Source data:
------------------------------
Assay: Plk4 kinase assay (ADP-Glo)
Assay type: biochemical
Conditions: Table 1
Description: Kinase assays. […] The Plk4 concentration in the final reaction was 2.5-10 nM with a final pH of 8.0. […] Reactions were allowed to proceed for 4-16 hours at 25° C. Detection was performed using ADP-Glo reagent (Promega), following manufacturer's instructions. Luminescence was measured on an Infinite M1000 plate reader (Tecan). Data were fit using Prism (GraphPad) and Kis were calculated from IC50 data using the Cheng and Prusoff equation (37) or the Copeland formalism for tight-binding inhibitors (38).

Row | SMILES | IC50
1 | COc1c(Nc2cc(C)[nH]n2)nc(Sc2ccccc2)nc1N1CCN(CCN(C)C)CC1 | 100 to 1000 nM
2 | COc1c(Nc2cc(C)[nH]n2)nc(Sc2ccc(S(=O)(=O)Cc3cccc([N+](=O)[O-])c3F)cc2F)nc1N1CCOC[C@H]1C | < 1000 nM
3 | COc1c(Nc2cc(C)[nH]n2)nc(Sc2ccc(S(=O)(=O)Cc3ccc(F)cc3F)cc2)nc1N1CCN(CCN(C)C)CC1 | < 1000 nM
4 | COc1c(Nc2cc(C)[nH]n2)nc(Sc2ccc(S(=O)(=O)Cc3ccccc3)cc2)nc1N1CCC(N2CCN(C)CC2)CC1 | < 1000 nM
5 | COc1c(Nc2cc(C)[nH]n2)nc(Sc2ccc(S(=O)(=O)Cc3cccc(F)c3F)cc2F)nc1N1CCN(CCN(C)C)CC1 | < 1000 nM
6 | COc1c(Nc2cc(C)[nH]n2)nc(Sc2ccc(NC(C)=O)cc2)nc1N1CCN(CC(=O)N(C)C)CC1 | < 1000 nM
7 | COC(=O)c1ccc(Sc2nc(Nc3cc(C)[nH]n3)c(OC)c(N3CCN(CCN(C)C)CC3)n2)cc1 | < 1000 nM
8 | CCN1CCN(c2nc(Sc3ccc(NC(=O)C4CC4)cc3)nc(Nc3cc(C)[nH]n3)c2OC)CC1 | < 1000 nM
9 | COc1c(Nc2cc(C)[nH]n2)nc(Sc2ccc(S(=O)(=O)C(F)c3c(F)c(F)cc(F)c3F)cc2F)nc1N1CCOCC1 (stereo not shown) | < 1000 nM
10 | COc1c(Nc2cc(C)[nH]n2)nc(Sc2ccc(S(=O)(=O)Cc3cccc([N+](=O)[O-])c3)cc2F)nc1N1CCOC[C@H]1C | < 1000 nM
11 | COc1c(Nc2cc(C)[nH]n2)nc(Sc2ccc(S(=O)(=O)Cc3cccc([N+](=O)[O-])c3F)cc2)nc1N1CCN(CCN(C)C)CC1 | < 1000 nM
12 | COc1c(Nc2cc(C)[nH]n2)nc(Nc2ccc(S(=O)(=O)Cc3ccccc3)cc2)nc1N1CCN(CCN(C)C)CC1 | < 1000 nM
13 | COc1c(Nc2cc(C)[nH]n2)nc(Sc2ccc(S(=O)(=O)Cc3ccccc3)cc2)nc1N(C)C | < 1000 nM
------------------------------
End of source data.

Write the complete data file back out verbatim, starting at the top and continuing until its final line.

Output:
Assay: Plk4 kinase assay (ADP-Glo)
Assay type: biochemical
Conditions: Table 1
Description: Kinase assays. […] The Plk4 concentration in the final reaction was 2.5-10 nM with a final pH of 8.0. […] Reactions were allowed to proceed for 4-16 hours at 25° C. Detection was performed using ADP-Glo reagent (Promega), following manufacturer's instructions. Luminescence was measured on an Infinite M1000 plate reader (Tecan). Data were fit using Prism (GraphPad) and Kis were calculated from IC50 data using the Cheng and Prusoff equation (37) or the Copeland formalism for tight-binding inhibitors (38).

Row | SMILES | IC50
1 | COc1c(Nc2cc(C)[nH]n2)nc(Sc2ccccc2)nc1N1CCN(CCN(C)C)CC1 | 100 to 1000 nM
2 | COc1c(Nc2cc(C)[nH]n2)nc(Sc2ccc(S(=O)(=O)Cc3cccc([N+](=O)[O-])c3F)cc2F)nc1N1CCOC[C@H]1C | < 1000 nM
3 | COc1c(Nc2cc(C)[nH]n2)nc(Sc2ccc(S(=O)(=O)Cc3ccc(F)cc3F)cc2)nc1N1CCN(CCN(C)C)CC1 | < 1000 nM
4 | COc1c(Nc2cc(C)[nH]n2)nc(Sc2ccc(S(=O)(=O)Cc3ccccc3)cc2)nc1N1CCC(N2CCN(C)CC2)CC1 | < 1000 nM
5 | COc1c(Nc2cc(C)[nH]n2)nc(Sc2ccc(S(=O)(=O)Cc3cccc(F)c3F)cc2F)nc1N1CCN(CCN(C)C)CC1 | < 1000 nM
6 | COc1c(Nc2cc(C)[nH]n2)nc(Sc2ccc(NC(C)=O)cc2)nc1N1CCN(CC(=O)N(C)C)CC1 | < 1000 nM
7 | COC(=O)c1ccc(Sc2nc(Nc3cc(C)[nH]n3)c(OC)c(N3CCN(CCN(C)C)CC3)n2)cc1 | < 1000 nM
8 | CCN1CCN(c2nc(Sc3ccc(NC(=O)C4CC4)cc3)nc(Nc3cc(C)[nH]n3)c2OC)CC1 | < 1000 nM
9 | COc1c(Nc2cc(C)[nH]n2)nc(Sc2ccc(S(=O)(=O)C(F)c3c(F)c(F)cc(F)c3F)cc2F)nc1N1CCOCC1 (stereo not shown) | < 1000 nM
10 | COc1c(Nc2cc(C)[nH]n2)nc(Sc2ccc(S(=O)(=O)Cc3cccc([N+](=O)[O-])c3)cc2F)nc1N1CCOC[C@H]1C | < 1000 nM
11 | COc1c(Nc2cc(C)[nH]n2)nc(Sc2ccc(S(=O)(=O)Cc3cccc([N+](=O)[O-])c3F)cc2)nc1N1CCN(CCN(C)C)CC1 | < 1000 nM
12 | COc1c(Nc2cc(C)[nH]n2)nc(Nc2ccc(S(=O)(=O)Cc3ccccc3)cc2)nc1N1CCN(CCN(C)C)CC1 | < 1000 nM
13 | COc1c(Nc2cc(C)[nH]n2)nc(Sc2ccc(S(=O)(=O)Cc3ccccc3)cc2)nc1N(C)C | < 1000 nM